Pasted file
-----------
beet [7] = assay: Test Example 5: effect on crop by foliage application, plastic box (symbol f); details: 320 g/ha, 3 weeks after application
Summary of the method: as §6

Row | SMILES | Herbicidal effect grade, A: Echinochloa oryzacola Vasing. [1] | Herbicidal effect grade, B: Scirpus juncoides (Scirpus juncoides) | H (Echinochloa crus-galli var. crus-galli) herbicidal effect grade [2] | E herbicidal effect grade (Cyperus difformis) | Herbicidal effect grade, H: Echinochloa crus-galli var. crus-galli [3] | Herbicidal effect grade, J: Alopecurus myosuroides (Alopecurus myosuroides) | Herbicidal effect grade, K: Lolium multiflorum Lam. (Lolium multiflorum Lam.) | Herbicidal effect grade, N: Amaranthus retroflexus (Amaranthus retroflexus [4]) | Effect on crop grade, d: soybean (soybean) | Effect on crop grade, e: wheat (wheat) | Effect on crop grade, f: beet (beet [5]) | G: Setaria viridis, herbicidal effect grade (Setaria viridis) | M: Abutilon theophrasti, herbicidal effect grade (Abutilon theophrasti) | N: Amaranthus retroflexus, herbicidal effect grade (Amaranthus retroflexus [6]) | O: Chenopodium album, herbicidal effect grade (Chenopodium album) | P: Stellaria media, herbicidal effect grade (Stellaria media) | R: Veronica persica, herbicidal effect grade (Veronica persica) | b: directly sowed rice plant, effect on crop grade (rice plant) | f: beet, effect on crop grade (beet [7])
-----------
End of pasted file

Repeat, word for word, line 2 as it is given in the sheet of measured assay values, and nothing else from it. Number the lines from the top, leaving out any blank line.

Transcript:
Summary of the method: as §6